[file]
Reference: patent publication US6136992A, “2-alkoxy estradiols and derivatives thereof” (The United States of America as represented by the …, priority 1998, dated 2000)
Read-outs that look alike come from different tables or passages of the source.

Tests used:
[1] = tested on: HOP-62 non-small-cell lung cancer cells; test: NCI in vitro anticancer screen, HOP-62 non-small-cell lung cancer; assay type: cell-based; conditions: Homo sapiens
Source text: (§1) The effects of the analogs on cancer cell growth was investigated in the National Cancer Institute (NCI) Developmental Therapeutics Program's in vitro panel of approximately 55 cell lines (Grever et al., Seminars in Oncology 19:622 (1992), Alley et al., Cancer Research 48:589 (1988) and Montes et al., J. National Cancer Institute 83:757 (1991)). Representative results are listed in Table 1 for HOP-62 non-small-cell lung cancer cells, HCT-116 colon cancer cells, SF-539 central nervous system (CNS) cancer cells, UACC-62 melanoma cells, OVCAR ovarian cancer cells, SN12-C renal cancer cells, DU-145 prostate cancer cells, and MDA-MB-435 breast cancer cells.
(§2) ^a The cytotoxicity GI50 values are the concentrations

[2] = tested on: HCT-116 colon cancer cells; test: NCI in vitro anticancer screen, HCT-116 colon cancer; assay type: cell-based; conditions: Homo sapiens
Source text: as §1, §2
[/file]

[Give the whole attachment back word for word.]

Reference: patent publication US6136992A, “2-alkoxy estradiols and derivatives thereof” (The United States of America as represented by the …, priority 1998, dated 2000)
Read-outs that look alike come from different tables or passages of the source.

Tests used:
[1] = tested on: HOP-62 non-small-cell lung cancer cells; test: NCI in vitro anticancer screen, HOP-62 non-small-cell lung cancer; assay type: cell-based; conditions: Homo sapiens
Source text: (§1) The effects of the analogs on cancer cell growth was investigated in the National Cancer Institute (NCI) Developmental Therapeutics Program's in vitro panel of approximately 55 cell lines (Grever et al., Seminars in Oncology 19:622 (1992), Alley et al., Cancer Research 48:589 (1988) and Montes et al., J. National Cancer Institute 83:757 (1991)). Representative results are listed in Table 1 for HOP-62 non-small-cell lung cancer cells, HCT-116 colon cancer cells, SF-539 central nervous system (CNS) cancer cells, UACC-62 melanoma cells, OVCAR ovarian cancer cells, SN12-C renal cancer cells, DU-145 prostate cancer cells, and MDA-MB-435 breast cancer cells.
(§2) ^a The cytotoxicity GI50 values are the concentrations

[2] = tested on: HCT-116 colon cancer cells; test: NCI in vitro anticancer screen, HCT-116 colon cancer; assay type: cell-based; conditions: Homo sapiens
Source text: as §1, §2